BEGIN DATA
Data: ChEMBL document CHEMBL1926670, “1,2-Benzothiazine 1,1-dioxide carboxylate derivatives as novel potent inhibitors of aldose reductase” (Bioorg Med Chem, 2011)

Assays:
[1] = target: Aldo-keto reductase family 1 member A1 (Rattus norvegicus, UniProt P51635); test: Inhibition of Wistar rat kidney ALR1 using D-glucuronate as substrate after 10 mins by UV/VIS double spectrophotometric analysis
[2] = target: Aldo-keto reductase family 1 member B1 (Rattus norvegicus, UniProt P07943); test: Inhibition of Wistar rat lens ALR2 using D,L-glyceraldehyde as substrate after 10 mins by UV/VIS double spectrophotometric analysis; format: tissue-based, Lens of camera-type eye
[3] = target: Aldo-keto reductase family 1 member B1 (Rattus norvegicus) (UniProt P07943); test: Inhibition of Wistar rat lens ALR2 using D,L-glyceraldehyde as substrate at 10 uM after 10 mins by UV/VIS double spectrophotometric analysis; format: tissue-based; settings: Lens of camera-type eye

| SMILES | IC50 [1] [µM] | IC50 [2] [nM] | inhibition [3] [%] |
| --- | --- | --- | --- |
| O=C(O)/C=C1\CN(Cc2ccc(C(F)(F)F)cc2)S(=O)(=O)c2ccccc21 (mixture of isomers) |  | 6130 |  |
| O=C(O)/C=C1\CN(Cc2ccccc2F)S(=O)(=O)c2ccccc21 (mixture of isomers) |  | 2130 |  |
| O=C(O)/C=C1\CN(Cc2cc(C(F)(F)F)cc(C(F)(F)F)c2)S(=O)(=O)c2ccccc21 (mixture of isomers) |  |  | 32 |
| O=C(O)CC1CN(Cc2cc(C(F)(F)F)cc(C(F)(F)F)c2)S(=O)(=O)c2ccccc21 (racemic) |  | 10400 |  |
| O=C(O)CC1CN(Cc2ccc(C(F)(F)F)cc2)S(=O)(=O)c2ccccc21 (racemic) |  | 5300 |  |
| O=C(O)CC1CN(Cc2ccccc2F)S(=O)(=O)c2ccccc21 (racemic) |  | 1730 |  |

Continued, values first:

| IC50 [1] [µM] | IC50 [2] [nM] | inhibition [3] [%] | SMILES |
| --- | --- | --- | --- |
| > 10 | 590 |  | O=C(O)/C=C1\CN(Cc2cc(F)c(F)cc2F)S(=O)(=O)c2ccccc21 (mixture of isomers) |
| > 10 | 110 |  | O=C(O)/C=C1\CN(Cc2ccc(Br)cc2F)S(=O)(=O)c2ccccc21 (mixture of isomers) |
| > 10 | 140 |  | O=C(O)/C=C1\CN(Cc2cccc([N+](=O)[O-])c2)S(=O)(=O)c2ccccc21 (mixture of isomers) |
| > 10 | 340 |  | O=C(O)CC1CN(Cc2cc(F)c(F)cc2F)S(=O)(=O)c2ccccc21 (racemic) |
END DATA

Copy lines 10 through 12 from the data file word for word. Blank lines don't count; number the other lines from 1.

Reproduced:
| O=C(O)/C=C1\CN(Cc2cc(C(F)(F)F)cc(C(F)(F)F)c2)S(=O)(=O)c2ccccc21 (mixture of isomers) |  |  | 32 |
| O=C(O)CC1CN(Cc2cc(C(F)(F)F)cc(C(F)(F)F)c2)S(=O)(=O)c2ccccc21 (racemic) |  | 10400 |  |
| O=C(O)CC1CN(Cc2ccc(C(F)(F)F)cc2)S(=O)(=O)c2ccccc21 (racemic) |  | 5300 |  |